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NMSU Crimson Research helps organizations improve health services, community outreach

At New Mexico State University’s College of Health and Social Services is a research center that may be in the running for one of the university’s best kept secrets.


Woman talking to group
Rosa Gaytan, a Crimson Research promotora, or community health educator, talks to community members at Presbyterian Medical Services in Deming as part of the Empowering Promotoras to be Tobacco Control Specialists project by Crimson Research, housed in the College of Health and Social Sciences at New Mexico State University. The project trains promotoras to help reduce tobacco use among adults in Dona Ana, Otero and Luna counties. (Courtesy photo)

Because of several projects Crimson Research has taken on over the past year, that secret is no longer a well-kept one. In fact, the center participated in grant writing and will receive a subcontract to perform a program evaluation that is part of a $2.8 million federal Substance Abuse and Mental Health Services Administration grant awarded to Doña Ana County. The grant will help the county implement a pilot program that will improve mental health care services and potentially keep mentally ill persons out of jail.

“It will put in place a system of identifying, monitoring and assisting people with severe mental illness. It will hopefully help them avoid incarceration and institutionalization, and lead to a path of recovery,” said Joe Tomaka, director of Crimson Research and Stan Fulton Endowed Chair in Public Health Research.

The SAMHSA grant to Doña Ana County will be awarded over four years at $700,000 a year, and will partner Doña Ana County, La Clinica De Familia, NMSU and the National Alliance on Mental Illness.

Crimson Research began in 2013 as the Survey Research and Program Evaluation Center. It was renamed Crimson Research last year. Tomaka said that the center was designed to focus on polling and telephone surveys, but since his arrival at NMSU, has expanded into program evaluation, program implementation, research design and survey construction.

The center is funded mostly by grant money, and because of increased efforts to earn more grant funding, the center has gone from one full-time employee to 17 employees, some full-time and some part-time. Current staff includes researchers, evaluators, program coordinators, data collectors, administrative and accounting support staff, and promotores, or community health educators.

“We’d like to pursue multi-year national grants to hire permanent, full-time staff,” said Michele Banner, associate director of Crimson Research. “In addition to program implementation, program evaluation and survey design, we may also resume experimental research, both basic and applied, which is aligned with both my and Joe’s background as social psychologists.”

Last year, the center was awarded a grant from the Paso Del Norte Health Foundation to fund a project promoting smoking cessation strategies in communities located in Doña Ana, Otero and Luna counties. The project trains promotores to be tobacco control specialists in their own neighborhoods to help adult smokers quit. According to the Paso Del Norte Health Foundation, New Mexico has a smoking rate of 16.4 percent of the population, compared to 15.1 percent nationally. Hispanics in New Mexico also smoke at a higher rate than Hispanics nationally.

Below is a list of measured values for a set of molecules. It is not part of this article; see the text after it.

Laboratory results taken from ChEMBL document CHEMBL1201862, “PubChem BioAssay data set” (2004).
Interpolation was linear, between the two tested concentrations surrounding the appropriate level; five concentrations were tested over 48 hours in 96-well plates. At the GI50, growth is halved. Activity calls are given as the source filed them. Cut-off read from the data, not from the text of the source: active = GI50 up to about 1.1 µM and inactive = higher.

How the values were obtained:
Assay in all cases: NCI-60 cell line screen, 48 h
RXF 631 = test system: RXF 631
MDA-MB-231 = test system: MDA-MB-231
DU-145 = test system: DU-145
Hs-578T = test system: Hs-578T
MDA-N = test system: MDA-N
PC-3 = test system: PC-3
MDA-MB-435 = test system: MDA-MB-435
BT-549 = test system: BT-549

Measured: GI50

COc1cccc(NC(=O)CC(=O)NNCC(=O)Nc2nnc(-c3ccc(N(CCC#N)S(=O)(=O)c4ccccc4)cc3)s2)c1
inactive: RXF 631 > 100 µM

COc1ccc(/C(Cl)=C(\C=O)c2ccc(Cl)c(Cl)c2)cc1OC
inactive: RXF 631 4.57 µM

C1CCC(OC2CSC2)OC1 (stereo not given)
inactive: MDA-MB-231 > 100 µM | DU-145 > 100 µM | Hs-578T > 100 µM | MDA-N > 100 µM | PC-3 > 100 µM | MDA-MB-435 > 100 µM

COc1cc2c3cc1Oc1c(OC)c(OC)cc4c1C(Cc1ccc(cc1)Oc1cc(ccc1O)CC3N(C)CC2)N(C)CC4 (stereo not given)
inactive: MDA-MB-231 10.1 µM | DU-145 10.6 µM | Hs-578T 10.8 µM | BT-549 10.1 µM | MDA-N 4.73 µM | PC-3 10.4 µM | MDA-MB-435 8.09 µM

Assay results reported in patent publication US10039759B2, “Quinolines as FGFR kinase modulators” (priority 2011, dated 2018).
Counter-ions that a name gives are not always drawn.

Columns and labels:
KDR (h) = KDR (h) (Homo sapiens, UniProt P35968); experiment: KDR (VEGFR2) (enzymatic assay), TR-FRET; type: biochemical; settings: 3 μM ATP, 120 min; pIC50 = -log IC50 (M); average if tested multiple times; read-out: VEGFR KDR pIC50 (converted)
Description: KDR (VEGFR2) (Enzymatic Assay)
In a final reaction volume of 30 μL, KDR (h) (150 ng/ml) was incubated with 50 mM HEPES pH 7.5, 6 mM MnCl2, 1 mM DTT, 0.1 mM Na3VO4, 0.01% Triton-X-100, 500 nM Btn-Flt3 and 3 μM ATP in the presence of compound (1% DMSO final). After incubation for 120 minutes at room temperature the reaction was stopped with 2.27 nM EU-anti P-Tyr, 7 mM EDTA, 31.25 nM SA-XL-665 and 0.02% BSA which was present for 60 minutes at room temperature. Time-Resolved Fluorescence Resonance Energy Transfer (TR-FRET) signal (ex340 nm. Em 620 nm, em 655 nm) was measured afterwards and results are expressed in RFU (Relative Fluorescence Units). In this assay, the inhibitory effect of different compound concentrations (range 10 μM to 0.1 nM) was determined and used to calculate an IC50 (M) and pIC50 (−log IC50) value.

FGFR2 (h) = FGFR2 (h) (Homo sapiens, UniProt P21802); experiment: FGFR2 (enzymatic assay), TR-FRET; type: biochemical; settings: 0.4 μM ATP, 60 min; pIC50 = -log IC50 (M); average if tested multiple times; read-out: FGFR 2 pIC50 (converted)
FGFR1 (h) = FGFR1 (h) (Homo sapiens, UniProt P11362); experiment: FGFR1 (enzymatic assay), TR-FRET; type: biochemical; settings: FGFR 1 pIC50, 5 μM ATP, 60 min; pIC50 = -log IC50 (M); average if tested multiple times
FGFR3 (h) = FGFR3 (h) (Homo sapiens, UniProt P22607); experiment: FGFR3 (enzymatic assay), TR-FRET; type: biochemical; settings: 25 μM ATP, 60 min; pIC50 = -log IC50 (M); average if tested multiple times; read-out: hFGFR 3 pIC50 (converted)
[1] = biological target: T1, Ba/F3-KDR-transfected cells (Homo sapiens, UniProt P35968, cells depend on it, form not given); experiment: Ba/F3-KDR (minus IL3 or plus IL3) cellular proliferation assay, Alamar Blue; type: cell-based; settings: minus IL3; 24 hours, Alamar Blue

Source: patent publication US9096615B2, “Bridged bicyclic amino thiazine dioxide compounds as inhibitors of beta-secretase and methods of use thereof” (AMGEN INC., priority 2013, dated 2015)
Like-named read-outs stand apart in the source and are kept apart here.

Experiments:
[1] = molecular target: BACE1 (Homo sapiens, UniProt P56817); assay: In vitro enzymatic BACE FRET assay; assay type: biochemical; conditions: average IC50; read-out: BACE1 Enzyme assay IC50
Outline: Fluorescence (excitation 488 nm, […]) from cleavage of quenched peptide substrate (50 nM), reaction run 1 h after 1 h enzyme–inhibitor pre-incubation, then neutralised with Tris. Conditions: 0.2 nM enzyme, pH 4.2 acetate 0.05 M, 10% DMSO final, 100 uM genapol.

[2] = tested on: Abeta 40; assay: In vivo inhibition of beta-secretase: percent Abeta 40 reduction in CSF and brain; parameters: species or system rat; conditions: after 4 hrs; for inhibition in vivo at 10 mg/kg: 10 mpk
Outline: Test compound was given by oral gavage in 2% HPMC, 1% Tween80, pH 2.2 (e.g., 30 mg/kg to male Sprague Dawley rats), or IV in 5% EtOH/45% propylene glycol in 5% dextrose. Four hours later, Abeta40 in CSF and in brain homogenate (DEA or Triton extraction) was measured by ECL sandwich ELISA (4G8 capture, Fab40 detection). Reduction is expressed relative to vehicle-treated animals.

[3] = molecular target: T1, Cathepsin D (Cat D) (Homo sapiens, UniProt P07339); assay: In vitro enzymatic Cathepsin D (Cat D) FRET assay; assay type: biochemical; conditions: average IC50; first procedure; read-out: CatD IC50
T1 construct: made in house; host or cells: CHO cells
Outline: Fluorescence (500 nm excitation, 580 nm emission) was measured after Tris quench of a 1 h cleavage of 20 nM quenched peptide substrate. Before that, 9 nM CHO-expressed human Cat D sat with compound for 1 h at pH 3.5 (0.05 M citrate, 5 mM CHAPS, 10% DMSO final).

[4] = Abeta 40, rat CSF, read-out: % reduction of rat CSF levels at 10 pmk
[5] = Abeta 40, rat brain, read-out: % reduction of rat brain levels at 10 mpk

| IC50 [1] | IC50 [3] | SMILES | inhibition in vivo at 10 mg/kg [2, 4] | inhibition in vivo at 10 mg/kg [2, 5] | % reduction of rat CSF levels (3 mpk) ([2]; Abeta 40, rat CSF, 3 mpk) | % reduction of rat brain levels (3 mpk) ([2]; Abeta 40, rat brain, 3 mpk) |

The Paso Del Norte Health Foundation awarded another grant to Crimson Research to evaluate the foundation’s Ignite initiative, which provides after school activities for youths ages 7 to 18 who don’t have a trusted adult in their lives and do not engage in extracurricular activities. Crimson Research will evaluate Ignite programs in Hatch, Horizon City, Fabens, Tornillo and Deming, and five cites in Juárez, for the presence of positive developmental settings and to learn more about those disconnected youths.

Crimson Research also is working on a mental health project, the Think.Change initiative, in Otero County. Think.Change connects teachers, first responders, healthy care providers, and people working in the judiciary and detention center to mental health training courses to help reduce the stigma of mental illness. Think.Change is another initiative funded by a grant from the Paso Del Norte Health Foundation.

And Crimson Research is involved with evaluating Doña Ana County’s DWI compliance, monitoring and prevention programs. The compliance monitoring program aims to help reduce recidivism, said Christine Spurny, a research associate for Crimson Research.

Tomaka hopes more public- and private-sector organizations reach out to Crimson Research, which can provide assistance in program implementation, program evaluation, quantitative and qualitative research, and survey design.

For more information, visit https://health.nmsu.edu/crimson-research.